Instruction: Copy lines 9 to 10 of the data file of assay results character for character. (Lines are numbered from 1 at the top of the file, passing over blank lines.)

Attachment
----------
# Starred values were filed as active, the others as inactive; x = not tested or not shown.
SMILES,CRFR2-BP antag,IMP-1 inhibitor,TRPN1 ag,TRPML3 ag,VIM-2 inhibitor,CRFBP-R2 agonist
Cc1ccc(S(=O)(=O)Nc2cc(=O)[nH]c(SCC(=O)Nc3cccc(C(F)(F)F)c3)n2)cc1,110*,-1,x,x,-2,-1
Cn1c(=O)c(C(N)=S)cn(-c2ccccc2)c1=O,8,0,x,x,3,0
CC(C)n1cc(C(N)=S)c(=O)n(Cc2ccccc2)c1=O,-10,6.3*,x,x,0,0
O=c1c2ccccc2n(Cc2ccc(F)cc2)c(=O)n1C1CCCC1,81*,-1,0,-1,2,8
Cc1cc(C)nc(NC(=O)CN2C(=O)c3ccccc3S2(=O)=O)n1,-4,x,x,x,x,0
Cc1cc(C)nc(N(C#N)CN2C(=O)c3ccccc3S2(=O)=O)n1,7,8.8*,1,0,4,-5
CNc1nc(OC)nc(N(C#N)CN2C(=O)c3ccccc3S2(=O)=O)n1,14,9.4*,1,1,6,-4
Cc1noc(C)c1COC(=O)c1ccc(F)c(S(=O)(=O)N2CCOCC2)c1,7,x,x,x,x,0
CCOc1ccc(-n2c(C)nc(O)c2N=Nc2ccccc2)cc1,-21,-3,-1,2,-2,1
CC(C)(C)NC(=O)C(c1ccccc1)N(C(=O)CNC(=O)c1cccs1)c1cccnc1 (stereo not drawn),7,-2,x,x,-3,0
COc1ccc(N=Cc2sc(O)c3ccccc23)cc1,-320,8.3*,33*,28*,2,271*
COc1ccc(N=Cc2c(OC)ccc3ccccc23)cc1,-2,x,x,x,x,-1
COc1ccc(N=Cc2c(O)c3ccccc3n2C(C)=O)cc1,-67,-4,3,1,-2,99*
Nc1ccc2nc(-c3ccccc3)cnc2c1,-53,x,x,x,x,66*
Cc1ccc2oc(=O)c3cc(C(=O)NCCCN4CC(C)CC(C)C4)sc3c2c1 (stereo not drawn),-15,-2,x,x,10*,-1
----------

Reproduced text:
CNc1nc(OC)nc(N(C#N)CN2C(=O)c3ccccc3S2(=O)=O)n1,14,9.4*,1,1,6,-4
Cc1noc(C)c1COC(=O)c1ccc(F)c(S(=O)(=O)N2CCOCC2)c1,7,x,x,x,x,0